That particular feature drew such unpleasant attention to the bias in representation in favor of the known rightsholders (and disfavoring the orphan works rightsholders) that it was written out of the settlement proposal now before the Court.Â Nevertheless, the Plaintiffs’ counsel who now urge the court to approve this revised settlement agreement are the same counsel who, in the first settlement go-around, assured the Court then (as they do now) that they had adequately represented the entire class, including the orphan works rightsholders.Â
Commonality and adequacy of representation are two touchstones for class certification.Â “The adequacy inquiry under Rule 23 (a) (4) serves to uncover conflicts of interest between named parties and the class they seek to represent.” Amchem Prods. v. Windsor, 521 U.S. 591 at 625 (1997). Â
In Amchem, the Supreme Court upheld the Third Circuit Court’s decertification of the class because it found that “â€¦the settling parties achieved a global compromise with no structural assurance of fair and adequate representation for the diverse groups and individuals affected. The Third Circuit found no assurance here that the named parties operated under a proper understanding of their representational responsibilities. That assessment is on the mark.” Id at 595.Â
As demonstrated above, much less than promising the “structural assurance of fair and adequate representation for the diverse groups and individuals affected”, the settlements that were and are proposed to this Court suggest that advantaging the named class members at the expense of the unrepresented orphan works rightsholders was a goal successfully achieved during the settlement negotiation.Â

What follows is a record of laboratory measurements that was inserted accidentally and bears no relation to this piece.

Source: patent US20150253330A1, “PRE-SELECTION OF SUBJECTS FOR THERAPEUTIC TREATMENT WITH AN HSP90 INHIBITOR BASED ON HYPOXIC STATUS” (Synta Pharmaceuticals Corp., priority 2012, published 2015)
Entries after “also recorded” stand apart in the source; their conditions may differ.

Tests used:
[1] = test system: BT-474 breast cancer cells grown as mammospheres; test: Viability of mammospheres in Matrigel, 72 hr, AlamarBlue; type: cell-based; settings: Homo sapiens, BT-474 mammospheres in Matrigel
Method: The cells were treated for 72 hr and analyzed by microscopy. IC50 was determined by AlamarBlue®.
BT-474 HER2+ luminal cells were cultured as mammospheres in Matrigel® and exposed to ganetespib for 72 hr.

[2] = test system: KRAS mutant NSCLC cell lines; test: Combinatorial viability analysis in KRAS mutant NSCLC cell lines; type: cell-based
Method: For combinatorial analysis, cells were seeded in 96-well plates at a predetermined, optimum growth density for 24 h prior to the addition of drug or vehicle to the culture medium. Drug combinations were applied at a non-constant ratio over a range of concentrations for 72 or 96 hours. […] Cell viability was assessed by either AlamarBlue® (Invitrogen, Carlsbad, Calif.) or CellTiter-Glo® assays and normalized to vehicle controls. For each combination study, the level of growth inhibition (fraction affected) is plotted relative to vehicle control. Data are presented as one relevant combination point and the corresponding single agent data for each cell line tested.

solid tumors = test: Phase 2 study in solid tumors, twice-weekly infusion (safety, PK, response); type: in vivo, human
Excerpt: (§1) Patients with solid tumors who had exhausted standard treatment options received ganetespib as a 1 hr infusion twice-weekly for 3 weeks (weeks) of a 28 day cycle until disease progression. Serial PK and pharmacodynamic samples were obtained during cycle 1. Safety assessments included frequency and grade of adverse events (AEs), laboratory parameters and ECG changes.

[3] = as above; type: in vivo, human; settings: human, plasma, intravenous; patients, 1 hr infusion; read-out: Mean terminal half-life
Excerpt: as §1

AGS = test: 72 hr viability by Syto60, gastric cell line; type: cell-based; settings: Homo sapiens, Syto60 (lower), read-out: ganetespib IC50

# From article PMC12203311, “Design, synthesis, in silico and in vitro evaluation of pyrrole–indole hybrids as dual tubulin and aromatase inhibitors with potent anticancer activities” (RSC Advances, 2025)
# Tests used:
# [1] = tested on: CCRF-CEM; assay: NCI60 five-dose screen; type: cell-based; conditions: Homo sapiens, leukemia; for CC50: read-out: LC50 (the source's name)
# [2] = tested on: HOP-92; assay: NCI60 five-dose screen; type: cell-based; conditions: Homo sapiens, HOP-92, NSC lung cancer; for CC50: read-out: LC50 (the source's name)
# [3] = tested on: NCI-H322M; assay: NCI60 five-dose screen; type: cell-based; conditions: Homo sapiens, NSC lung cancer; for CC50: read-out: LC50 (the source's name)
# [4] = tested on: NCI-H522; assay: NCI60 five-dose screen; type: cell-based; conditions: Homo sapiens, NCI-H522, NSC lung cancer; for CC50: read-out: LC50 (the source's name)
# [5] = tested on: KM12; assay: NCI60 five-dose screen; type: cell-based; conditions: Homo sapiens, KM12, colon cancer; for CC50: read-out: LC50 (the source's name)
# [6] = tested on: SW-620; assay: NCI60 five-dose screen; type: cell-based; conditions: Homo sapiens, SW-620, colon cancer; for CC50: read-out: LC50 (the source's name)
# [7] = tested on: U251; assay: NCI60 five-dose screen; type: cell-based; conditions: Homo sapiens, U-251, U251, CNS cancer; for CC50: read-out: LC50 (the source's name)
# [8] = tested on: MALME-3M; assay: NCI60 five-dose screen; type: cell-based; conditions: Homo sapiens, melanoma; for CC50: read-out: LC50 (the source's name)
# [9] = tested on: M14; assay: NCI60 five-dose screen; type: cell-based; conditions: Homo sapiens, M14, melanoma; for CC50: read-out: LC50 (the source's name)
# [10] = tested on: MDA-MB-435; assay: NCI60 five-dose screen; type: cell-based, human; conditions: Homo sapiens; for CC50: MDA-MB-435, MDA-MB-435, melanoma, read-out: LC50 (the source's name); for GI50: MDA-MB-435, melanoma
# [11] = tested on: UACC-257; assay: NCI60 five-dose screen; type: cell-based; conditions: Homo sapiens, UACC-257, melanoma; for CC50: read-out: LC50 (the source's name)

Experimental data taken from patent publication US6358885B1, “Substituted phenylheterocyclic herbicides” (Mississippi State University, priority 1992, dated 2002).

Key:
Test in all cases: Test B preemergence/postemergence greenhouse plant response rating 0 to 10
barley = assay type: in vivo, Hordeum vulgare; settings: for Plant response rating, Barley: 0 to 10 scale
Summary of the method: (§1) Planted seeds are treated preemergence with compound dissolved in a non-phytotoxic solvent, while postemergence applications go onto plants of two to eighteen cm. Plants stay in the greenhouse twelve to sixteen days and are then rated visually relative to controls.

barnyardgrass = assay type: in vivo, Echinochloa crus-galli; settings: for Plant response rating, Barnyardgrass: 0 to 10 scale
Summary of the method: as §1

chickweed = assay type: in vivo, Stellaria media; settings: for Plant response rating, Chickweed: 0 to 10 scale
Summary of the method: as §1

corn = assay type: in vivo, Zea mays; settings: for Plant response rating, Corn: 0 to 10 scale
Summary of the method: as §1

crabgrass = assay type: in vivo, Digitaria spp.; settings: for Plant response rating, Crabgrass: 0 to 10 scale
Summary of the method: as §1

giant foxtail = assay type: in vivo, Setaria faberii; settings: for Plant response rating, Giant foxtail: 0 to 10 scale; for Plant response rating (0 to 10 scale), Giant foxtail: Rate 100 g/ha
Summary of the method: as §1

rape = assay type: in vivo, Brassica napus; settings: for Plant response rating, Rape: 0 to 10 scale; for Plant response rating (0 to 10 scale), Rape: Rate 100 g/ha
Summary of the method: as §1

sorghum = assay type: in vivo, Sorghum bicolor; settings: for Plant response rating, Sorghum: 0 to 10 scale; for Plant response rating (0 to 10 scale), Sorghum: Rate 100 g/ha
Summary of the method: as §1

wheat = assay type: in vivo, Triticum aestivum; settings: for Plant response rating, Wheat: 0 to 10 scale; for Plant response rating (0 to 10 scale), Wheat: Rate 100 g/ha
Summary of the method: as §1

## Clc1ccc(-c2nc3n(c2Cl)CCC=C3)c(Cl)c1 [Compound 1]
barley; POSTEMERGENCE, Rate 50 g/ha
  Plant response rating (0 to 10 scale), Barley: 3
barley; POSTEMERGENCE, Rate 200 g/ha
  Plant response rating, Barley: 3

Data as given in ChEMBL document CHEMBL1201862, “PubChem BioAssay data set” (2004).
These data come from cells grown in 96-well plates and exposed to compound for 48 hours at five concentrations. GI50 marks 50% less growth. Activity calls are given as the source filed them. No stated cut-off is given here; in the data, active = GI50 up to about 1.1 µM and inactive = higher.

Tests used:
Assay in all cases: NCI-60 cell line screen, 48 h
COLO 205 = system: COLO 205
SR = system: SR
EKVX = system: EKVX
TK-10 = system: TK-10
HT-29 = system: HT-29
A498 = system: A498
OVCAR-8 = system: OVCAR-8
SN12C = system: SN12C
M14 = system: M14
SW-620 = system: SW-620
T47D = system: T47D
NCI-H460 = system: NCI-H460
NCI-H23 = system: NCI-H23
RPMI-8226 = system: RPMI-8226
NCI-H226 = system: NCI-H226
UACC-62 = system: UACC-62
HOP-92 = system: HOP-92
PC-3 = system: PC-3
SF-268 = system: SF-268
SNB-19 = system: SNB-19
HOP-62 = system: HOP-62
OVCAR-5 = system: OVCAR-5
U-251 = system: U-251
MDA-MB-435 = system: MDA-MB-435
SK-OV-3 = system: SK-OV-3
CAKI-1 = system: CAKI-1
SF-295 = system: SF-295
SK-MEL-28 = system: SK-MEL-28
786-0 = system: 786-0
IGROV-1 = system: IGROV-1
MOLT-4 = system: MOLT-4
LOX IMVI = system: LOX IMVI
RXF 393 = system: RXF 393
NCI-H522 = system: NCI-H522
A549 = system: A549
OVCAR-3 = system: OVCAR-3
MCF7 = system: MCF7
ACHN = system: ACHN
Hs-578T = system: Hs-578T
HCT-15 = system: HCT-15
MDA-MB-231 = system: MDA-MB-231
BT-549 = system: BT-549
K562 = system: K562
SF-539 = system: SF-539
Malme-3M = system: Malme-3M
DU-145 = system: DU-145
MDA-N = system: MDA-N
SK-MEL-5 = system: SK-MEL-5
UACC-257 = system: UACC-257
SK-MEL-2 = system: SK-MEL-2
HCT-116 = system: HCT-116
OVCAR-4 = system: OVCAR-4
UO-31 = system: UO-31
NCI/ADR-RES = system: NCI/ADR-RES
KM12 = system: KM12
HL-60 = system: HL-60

Accordingly, if the Court will entertain a settlement, it should itself take on the burden of making sure that the orphan works rightsholders interests are well protected.Â At this point, the best way to do so is to free the orphan works from the monopoly straitjacket that the proposed settlement forces on them.Â Â
Let the parties live with the deal they made for the parties who were, in fact, adequately and aggressively represented. For the inadequately represented sub-class, the orphan works rightsholders, the Court should empower the UWF (or similar fiduciary) to license their works into the open market. With this authority going forward, the UWF will, as well, be able to adjust licensing of digital rights in these works to the market conditions in an area that is still very new and sure to develop in ways that are, today, impossible to predict.Â Â
Professor Hyde’s objection addresses the two enormous flaws in the proposed settlement:Â 1. the actual conflicts within the class together with the failure of adequate representation of the orphan works rightsholders, and 2.Â the anti-competitive effect of the full copyright term license it would grant to Google only.Â The first undermines both the process by which the settlement was achieved and, correspondingly, the public confidence in the courts.Â The second hurts both the orphan works rightsholders and the strong public interest in access to the knowledge and creativity these books offer.Â Â